Gary Brain, or as his Dharma brothers and sisters like to call him, Honey Bear of the Heart Mind

Tim

I remember sitting under oak trees by a quiet creek in a circle of forty young people as we each held one long yellow ribbon that connected us. In silence and in discussion, in listening to Dharma talks and in walking together under the starry sky, what made our retreat so special was sharing the gift of mindfulness practice with so many young people whose questions and fears were so close to my own. I knew as we listened to the sound of the bell that my questions, “How can I support myself without losing my joy?” “Will I be able to have a relationship and family that reflect my aspirations?” were shared by many others, and the togetherness was comforting.

I am twenty-six years old, and people of my generation have the task of finding spirit not by dropping out of society, which we have seen creates isolation, but creating a spiritual life as part of society. While many of us do drop out for a time, we are coming to see the eventuality of our return, which makes possible the transformation of society. As the forty of us smiled and sat and ate together, we were and are creating mindful lives for ourselves and for society. The support that we offer each other as we are faced with choices about family, livelihood, and sex was clear water for parched lips.

Tim Desmond, True Mountain of Joy

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Book Reviews

mb41-BookReviews1We Walk the Path Together:Learning from Thich Nhat Hanh & Meister Eckhart

By Brian J. Pierce, O.P. Orbis Press, 2005

Reviewed by Chan Phap De

This is not another academic comparison of two great mystics; rather, it is a love affair, a meeting of two brothers in the heart of the author. Friar Brian is a Dominican monk and Zen practitioner who has been guided through his own spiritual journey by these two teachers. “Permeated by the flavor of living experience,” comments Bhikshuni Annabel Laity, “this book provides a freshness of insight and the deep humility that we need on the spiritual path.”

After years of reading Thay’s books, the author was finally able to join the Plum Village community for the 2004 winter retreat. He writes, “Meeting Thay and practicing with his monastic community have been a gift that I shall never forget, and in a surprising way, it brought me face to face with Eckhart. I realized with great delight that, through the person of Thay, I was sitting at the feet of both of these beloved teachers, drinking in their teaching in a profound way.”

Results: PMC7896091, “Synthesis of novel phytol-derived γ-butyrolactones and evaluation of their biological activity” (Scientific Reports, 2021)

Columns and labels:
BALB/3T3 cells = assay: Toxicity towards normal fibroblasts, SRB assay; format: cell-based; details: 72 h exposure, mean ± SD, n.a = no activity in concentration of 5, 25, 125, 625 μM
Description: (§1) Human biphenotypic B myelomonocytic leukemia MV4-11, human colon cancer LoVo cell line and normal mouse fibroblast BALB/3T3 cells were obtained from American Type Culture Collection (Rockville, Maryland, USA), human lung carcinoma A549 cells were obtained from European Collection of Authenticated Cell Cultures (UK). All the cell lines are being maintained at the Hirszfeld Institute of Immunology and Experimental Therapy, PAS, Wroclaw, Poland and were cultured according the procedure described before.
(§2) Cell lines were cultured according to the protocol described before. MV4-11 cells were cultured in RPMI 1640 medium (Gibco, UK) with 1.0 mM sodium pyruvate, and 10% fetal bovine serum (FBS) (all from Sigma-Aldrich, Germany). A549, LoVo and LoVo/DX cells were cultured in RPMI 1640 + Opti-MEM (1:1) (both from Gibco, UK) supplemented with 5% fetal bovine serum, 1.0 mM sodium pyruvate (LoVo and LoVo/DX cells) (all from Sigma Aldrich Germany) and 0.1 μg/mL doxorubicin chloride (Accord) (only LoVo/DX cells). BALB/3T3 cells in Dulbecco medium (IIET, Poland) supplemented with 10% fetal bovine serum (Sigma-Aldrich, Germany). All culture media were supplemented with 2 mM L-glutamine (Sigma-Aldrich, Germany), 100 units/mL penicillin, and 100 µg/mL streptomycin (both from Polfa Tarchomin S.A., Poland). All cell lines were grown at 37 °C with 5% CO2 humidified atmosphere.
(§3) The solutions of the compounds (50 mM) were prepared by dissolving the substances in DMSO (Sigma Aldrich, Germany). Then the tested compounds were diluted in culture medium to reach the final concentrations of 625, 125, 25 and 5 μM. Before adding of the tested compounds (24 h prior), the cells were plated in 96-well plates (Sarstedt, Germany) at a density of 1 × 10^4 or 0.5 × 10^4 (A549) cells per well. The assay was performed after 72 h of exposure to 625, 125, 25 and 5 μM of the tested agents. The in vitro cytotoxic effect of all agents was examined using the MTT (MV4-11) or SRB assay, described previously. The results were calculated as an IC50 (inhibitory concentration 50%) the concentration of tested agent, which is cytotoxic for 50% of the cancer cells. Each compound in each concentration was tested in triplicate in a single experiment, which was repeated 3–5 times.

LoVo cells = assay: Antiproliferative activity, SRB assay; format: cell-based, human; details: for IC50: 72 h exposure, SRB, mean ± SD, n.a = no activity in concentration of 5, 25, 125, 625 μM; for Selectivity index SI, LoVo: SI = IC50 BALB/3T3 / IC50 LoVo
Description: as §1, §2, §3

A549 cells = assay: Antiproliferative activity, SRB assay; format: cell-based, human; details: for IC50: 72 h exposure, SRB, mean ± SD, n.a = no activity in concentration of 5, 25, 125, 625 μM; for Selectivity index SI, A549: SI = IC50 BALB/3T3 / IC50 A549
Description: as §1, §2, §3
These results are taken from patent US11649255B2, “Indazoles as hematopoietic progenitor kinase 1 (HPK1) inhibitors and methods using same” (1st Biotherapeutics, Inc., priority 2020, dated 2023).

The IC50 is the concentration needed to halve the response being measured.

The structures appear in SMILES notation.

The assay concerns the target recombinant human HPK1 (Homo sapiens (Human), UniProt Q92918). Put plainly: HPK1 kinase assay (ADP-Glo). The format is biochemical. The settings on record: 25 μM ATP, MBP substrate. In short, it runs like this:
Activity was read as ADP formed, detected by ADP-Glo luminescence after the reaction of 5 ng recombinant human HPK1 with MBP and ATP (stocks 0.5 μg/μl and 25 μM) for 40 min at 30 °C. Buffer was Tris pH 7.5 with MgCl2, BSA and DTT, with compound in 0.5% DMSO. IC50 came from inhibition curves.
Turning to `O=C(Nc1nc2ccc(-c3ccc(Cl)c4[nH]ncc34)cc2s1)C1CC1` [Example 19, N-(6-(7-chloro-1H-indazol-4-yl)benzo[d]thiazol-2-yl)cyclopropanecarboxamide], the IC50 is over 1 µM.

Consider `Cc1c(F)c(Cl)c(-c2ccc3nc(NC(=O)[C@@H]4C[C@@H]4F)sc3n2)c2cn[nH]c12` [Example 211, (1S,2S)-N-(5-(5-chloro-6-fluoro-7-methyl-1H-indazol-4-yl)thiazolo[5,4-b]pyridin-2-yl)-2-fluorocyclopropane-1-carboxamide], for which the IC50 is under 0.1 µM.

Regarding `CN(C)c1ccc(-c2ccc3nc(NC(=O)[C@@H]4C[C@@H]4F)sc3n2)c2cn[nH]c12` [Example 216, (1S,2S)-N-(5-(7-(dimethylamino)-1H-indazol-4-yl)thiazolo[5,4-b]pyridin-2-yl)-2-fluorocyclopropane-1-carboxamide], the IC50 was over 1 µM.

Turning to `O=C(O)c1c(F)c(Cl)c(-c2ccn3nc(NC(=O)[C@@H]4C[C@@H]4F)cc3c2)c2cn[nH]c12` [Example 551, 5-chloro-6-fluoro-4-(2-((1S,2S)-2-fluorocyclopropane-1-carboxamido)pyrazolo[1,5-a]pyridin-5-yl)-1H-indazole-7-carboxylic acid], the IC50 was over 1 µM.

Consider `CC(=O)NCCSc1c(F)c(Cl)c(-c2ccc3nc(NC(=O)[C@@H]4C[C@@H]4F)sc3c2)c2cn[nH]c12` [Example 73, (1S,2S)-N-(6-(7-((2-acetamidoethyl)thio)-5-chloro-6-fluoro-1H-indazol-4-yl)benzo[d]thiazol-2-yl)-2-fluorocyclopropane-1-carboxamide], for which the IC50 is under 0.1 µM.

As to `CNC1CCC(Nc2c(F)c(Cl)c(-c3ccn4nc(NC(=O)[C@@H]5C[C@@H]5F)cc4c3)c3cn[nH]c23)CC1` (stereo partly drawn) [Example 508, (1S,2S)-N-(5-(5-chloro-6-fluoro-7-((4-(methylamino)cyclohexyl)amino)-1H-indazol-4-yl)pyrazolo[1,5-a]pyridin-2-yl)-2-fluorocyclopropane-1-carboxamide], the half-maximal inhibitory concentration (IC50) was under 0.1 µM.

Focusing mainly on Thay’s teachings in Living Buddha, Living Christ and Going Home: Jesus and Buddha as Brothers, the author explores the common ground between Christianity and Buddhism, finding many intersecting points in the spiritual wisdom of Thay and Eckhart. For example, the following statement of Eckhart’s sounds like Thay: “God’s seed is in us. If it were tended by a good, wise and industrious gardener, it would then flourish all the better, and would grow up to God, whose seed it is, and its fruits would be like God’s own nature. The seed of a pear tree grows into a pear tree,...the seed of God grows to be God.”

Friar Brian credits the simplicity of Thay’s teachings on the practice of mindfulness and contemplative meditation with helping him understand the theologically rich and dense sermons of Eckhart, who, seven centuries ago, was “easily misunderstood and labeled as dangerous.” Whereas Eckhart emphatically said “What does it avail me that this birth of God is always happening, if it does not happen in me?” Thay simply says, “We are all mothers of the Buddha.” Thay also uses the birthing metaphor: “Waves are born from water. That is why we adopt the language that waves are sons and daughters of water. Water is the father of waves. Water is the mother of waves.”

Thay warns against trying to grab onto the Buddha: “You believe that going to the temple you will see the Buddha, but by doing so you are turning your back on the real Buddha.” Eckhart says, “If a person thinks that he or she will get more of God by meditation, by devotion, by ecstasies or by special infusion of grace than by the fireside or in the stable—that is nothing but taking God, wrapping a cloak around his head and shoving him under a bench. For whoever seeks God in a special way gets the way and misses God, who lies hidden in it.”

What Thomas Merton said of Eckhart can be said of Thay: “He breathed his own endless vitality into the juiceless formulas of orthodox theology with such charm and passion that the common people heard them gladly.” In this book, Friar Brian taps into the good juices seemingly hidden in the Catholic tradition. He offers meditations on subjects such as suffering, the Cross, the Trinity, baptism, the Mystical Body of Christ, equanimity and grace.

As a former priest, a current Catholic, and a “beginner” monk, I felt great joy in reading this book. It not only helped me tap more deeply into my Catholic roots, it also connected me more deeply with Thay’s teaching. Like Thay, the author has made a significant contribution to helping Christians connect with their roots and spiritual ancestors.

mb41-BookReviews2Pine Gate Meditations

By Ian Prattis & Carolyn Hill

Reviewed by Barbara Casey

The guided meditations and chants offered in this CD come from the weekly practice at Pine Gate Sangha in Ottawa, Ontario. The hour long CD contains two chants, performed by Carolyn Hill, and four guided meditations offered by Ian Prattis.